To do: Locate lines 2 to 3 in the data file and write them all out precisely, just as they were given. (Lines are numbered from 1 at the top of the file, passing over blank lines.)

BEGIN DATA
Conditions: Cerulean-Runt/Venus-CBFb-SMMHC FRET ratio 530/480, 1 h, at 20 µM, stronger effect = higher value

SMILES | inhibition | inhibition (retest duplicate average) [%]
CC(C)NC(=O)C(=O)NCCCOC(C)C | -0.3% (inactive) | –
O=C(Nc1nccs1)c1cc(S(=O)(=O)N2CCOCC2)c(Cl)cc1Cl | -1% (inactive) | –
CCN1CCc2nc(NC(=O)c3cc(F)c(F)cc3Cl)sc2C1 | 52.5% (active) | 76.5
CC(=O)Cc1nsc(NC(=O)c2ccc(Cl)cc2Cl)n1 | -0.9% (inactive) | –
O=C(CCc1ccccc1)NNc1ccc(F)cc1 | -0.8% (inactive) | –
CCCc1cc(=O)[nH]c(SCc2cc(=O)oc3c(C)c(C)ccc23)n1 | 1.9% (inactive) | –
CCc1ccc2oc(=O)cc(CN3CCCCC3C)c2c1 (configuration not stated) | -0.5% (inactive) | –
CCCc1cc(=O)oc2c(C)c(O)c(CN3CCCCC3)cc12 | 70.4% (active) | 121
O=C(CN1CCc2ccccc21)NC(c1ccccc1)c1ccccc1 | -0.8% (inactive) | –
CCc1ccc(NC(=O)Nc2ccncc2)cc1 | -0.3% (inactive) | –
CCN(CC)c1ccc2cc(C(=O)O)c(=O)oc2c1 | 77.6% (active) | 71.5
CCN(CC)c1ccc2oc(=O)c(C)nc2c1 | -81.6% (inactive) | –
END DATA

SMILES | inhibition | inhibition (retest duplicate average) [%]
CC(C)NC(=O)C(=O)NCCCOC(C)C | -0.3% (inactive) | –